Build IT is an afterschool and summer program for underserved middle school girls that capitalizes on its participants interest in design and communication technologies by engaging them in hands-on, collaborative, real-world experiences. This project, a collaboration between SRI International and Girls Inc of Alameda County (GAIC). This Innovative Technology Experiences for Students and Teachers (ITEST) project is funded by the National Science Foundation and supported by the Learning Resource Center at EDC.
Green Energy Technologies in the City (GET City), a collaboration between Michigan State University and Lansing Boys and Girls Club, is a program designed to empower inner-city youth to become community science experts in energy sustainability and environmental health topics. This Innovative Technology Experiences for Students and Teachers (ITEST) project is funded by the National Science Foundation and supported by the Learning Resource Center at EDC.
Community for Rural Education Stewardship and Technology (CREST) a project for students and teachers, uses Web design, ethnography, and Geographic Information Systems (GIS) to address community challenges in rural areas of Maine. This Innovative Technology Experiences for Students and Teachers (ITEST) project is funded by the National Science Foundation and supported by the Learning Resource Center at EDC.
The Innovative Technology Experiences for Students and Teachers (ITEST) program includes more than 181 projects across 41 states that help young people and teachers build the skills and knowledge needed to succeed in a technologically rich society. The ITEST Learning Resource Center at EDC supports these projects and is showcasing a selection of their contributions to STEM (Science, Technology, Engineering, and Mathematics) education and workforce development.
An EDC study found that classroom teaching experience is a stronger indicator of first-rate science instruction than other qualifications, in particular the “highly qualified teacher” status as determined by the No Child Left Behind Act.
An EDC project will bring together students, teachers, and game developers to design and evaluate digital games and learning tools, built around the Nintendo DS, for classroom science and literacy lessons.
The typical science textbook is a dense read, presenting students with a highly specialized vocabulary and hundreds of new terms. For students with language-based disabilities, textbooks can be an insurmountable barrier to success in science.
EDC in collaboration with partners in education, youth media and business, is creating a youth-produced, Web-based media series and companion educator materials on science and engineering careers, targeting girls from underserved groups (minority populations, youth of low socioeconomic status and those with disabilities). The Girls Communicating Career Connections (GC3) project’s media series—short video segments produced by middle school aged girls—will capture the inquiry-based learning experiences of girls, as they investigate what it means to be a scientist or engineer.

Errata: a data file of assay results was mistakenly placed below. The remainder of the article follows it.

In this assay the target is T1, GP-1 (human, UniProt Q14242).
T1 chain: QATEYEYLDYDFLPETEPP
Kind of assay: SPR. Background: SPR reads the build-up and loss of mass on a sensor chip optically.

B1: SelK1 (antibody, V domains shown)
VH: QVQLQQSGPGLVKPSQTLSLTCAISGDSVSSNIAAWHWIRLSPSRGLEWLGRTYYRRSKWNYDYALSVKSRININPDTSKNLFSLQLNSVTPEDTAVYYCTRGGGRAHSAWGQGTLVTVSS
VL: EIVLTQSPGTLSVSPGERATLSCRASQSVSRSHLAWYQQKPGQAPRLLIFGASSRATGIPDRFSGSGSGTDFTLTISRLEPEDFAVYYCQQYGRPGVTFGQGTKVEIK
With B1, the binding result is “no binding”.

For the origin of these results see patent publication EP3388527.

Staying informed about rapidly changing fields like genetics and evolution can be challenging for today’s science teachers, and many are turning to online programs to help them keep pace. But even as the number of online professional development programs is growing, very little is known about their effectiveness.
Have you ever wondered why a cake rises? How the bubbles get in the soda bottle? What makes a bathtub boat float or sink? If you answered “yes” to any of these, you’re in good company. Educators from around the country recently gathered at the Children’s Museum in Boston to investigate questions like these, part of a national initiative to bring high-quality, hands-on science to thousands of children in afterschool programs around the country.
At first glance, Jane Parfitt’s pre-K classroom at the Highland Park Child Care Center in Woonsocket, Rhode Island, looks like any good preschool classroom. There’s the writing center and book corner, the dramatic play area, the blocks, easels, and cubbies. There’s the alphabet strung on the wall, along with quilts and family pictures.
Siobhan Bredin, project director of the National Science Foundation-funded ITEST (IT Experiences for Students and Teachers) Learning Resource Center at EDC, will address the United Nations this week, presenting five successful strategies for encouraging young women and girls to pursue skills and careers in science and technology.
Education Development Center (EDC) will host educators from 33 states who have cultivated youth interest in science and technology, to share their strategies after four years in a $73 million program funded by the National Science Foundation (NSF). Participants in the Information Technology Experiences for Students and Teachers (ITEST) program will talk about their projects and experiences at a symposium February 6-8, along with policymakers and research and business leaders interested in boosting youth interest in science-related careers.